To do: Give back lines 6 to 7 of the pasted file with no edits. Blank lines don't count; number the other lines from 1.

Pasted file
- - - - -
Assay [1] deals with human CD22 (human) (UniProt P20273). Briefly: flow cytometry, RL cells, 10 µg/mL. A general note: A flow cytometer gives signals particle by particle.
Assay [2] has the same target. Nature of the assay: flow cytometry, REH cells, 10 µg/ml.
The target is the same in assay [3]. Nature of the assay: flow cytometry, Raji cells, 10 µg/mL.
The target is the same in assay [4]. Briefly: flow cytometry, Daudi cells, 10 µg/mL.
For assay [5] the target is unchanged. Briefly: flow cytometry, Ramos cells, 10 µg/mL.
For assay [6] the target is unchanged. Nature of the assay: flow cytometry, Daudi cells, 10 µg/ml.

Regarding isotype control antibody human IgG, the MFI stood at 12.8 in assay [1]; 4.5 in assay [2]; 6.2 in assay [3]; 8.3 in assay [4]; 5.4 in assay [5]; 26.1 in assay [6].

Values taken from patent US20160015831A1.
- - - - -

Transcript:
For assay [6] the target is unchanged. Nature of the assay: flow cytometry, Daudi cells, 10 µg/ml.

Regarding isotype control antibody human IgG, the MFI stood at 12.8 in assay [1]; 4.5 in assay [2]; 6.2 in assay [3]; 8.3 in assay [4]; 5.4 in assay [5]; 26.1 in assay [6].